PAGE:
3      In a food processor, combine the carrot, ginger, oil, vinegar, soy sauce and sesame oil and process until puréed. Add to the quinoa and broccoli and toss to combine. Serve warm or at room temperature.
Cook’s Note – Another alternative is to combine the quinoa with water and salt in a rice cooker and use the steam basket that comes with the rice cooker for the broccoli.

Raw Beet Salad with Carrot and Ginger (Vegan, Gluten Free)


The sweet, earthy, and delightful crunchy salad is a powerhouse for flavor and nutrients. The lime awakens your palate to the gentle undertone of ginger that carries you away to the Far East. Beets, originally cultivated in the Mediterranean is available in my summer crop share of my CSA. A wonderful jeweled root vegetable, much like the carrot, just needs to be shredded to release it’s sweet flavor. What’s especially nice about this salad as well is that you can put it through the food processor for a quick salad. This recipe is adapted from Mark Bittman‘s How to Cook Everything who is an expert on getting the most flavors with the simplest ingredients.

Serves 4
1/2 pound small beets without their greens, peeled

1/2 pound carrots, peeled

2 large shallots, finely chopped

1 tablespoon minced ginger

Salt to taste

Freshly ground black pepper to taste

1/4 cup fresh cilantro, finely chopped


2 tablespoons lime juice

1-tablespoon olive oil

2 teaspoons Dijon mustard


      1      Grate the beets and the carrots by hand or use a food processor fitted with a grating disk.

      2      Combine the grated beets and carrots with the shallots and ginger in a bowl.

      3      Season salad with salt and pepper.

      4      Whisk together the limejuice, oil and mustard in a small bowl and pour into salad.  Toss salad and taste seasonings. Adjust the seasoning as necessary.

      5      Toss in the cilantro and serve.

Carrot Cake (Gluten Free, Vegan)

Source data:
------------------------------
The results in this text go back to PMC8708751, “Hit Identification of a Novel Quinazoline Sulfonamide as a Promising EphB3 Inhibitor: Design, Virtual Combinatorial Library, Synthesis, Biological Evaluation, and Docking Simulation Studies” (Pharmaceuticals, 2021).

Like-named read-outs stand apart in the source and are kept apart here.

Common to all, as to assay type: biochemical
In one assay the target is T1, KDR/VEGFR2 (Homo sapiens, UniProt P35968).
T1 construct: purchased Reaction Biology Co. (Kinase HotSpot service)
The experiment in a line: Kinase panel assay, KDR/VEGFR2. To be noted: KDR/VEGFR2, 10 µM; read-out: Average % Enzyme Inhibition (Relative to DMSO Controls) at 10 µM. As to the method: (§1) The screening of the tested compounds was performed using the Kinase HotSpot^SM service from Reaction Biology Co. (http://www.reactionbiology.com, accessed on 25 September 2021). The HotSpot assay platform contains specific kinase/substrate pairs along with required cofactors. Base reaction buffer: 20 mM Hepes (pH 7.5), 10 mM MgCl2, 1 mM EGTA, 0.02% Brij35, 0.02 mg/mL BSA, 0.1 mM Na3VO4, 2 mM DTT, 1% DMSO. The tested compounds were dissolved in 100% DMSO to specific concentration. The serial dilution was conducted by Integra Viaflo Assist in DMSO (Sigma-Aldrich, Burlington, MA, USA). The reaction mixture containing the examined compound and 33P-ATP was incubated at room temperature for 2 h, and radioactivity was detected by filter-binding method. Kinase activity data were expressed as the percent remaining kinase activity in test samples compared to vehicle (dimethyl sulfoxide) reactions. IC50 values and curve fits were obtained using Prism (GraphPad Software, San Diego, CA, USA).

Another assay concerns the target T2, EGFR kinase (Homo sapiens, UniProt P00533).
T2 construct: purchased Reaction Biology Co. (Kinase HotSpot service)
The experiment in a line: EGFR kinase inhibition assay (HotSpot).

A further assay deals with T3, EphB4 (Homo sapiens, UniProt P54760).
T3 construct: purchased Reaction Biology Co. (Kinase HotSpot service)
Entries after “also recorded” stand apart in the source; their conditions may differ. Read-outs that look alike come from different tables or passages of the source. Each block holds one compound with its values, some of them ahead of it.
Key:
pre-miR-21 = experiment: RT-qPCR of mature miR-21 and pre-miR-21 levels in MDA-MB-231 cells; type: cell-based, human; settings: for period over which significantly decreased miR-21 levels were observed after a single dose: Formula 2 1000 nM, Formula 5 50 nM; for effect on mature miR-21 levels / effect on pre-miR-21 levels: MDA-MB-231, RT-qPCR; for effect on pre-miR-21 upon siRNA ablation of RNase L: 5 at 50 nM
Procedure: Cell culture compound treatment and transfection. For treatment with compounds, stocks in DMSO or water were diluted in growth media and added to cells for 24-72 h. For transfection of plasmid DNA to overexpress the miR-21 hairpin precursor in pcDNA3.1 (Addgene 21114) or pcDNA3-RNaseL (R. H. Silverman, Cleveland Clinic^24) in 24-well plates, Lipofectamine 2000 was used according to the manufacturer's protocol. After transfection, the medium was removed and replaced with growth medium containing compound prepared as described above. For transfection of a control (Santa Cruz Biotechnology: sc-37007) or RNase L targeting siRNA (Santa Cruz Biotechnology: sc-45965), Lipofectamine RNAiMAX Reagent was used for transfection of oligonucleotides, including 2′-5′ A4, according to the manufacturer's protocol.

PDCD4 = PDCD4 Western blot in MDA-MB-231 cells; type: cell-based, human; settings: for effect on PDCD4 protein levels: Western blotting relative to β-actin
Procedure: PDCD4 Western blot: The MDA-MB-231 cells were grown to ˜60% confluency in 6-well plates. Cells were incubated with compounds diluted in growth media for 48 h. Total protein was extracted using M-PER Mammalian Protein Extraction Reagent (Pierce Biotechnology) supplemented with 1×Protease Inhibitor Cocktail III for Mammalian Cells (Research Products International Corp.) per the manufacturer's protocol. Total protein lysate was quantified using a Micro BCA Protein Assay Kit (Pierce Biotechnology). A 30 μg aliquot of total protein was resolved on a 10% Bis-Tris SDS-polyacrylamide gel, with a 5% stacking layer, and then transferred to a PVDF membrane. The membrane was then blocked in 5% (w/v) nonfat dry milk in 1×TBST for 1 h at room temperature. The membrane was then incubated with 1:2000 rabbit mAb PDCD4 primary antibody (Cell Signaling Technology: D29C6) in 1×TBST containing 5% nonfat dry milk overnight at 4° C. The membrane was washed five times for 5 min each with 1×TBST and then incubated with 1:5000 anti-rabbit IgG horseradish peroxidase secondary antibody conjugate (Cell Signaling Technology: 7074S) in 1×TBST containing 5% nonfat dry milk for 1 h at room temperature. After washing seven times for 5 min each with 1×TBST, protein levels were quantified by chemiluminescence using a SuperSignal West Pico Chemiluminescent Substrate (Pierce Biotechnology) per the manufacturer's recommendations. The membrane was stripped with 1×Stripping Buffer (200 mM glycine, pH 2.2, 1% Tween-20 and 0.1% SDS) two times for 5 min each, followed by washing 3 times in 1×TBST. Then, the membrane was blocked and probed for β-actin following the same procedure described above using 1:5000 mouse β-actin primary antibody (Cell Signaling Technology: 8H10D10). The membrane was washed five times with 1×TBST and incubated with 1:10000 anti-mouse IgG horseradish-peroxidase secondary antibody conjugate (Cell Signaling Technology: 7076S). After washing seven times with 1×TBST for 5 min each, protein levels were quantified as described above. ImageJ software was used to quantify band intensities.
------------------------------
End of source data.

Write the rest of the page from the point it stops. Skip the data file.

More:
The key ingredients to this cake are the cinnamon and ginger, which add a warm welcoming spicy flavor. Especially delightful when served with vanilla ice cream, yoghurt or crème fraiche. This recipe is excerpted from Bob’s Red Mill Baking Book by John Ettinger and Bob’s Red Mill Family, 2007 and adapted into a gluten free and vegan version. The result is taste without compromise.
Serves 10
2/3 cup buckwheat flour
2/3 cup brown rice flour
¾ cup brown sugar
1 ½ teaspoon baking soda
1 teaspoon baking powder
1 teaspoon cinnamon
1/4 teaspoon nutmeg
½ teaspoon allspice
½ teaspoon salt
½ cup vegetable oil
3 tablespoons unsalted vegan butter, softened
3 eggs, room temperature
2 cups carrots, grated
¼ cup crystallized ginger, minced
½ cup crushed walnuts, optional 

1 Make sure all your ingredients are at room temperature. Preheat oven to 350F degrees. Grease a 9 x 13 baking dish,

     2 In a large bowl, sift the flours, sugar, baking soda, baking powder, spices and salt.
     3 With a whisk, lightly beat together the oil and butter, then beat in the eggs. Pour this mixture into the flour mixture and blend. Stir in the carrots, ginger and walnuts (optional).
     4 Spread the batter in the prepared pan. Bake for 45 minutes, check if not done, bake at 5 minute intervals until toothpick inserted comes out clean. Let cool in the pan for 15 minutes, invert onto a rack and cool.